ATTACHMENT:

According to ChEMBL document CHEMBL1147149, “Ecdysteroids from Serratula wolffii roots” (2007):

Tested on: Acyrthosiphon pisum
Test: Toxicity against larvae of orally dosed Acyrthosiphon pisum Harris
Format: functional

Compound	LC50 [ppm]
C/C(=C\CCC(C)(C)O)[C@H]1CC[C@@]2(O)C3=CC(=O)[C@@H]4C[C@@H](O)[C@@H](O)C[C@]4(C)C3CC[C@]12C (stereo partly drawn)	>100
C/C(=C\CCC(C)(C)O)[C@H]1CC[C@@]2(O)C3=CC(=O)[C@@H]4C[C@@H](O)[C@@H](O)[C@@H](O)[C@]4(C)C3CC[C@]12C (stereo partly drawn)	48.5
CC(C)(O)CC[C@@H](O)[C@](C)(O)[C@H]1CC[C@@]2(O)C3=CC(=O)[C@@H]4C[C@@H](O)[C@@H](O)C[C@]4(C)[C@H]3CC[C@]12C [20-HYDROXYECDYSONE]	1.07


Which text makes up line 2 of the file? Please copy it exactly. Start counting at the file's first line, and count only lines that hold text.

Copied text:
Tested on: Acyrthosiphon pisum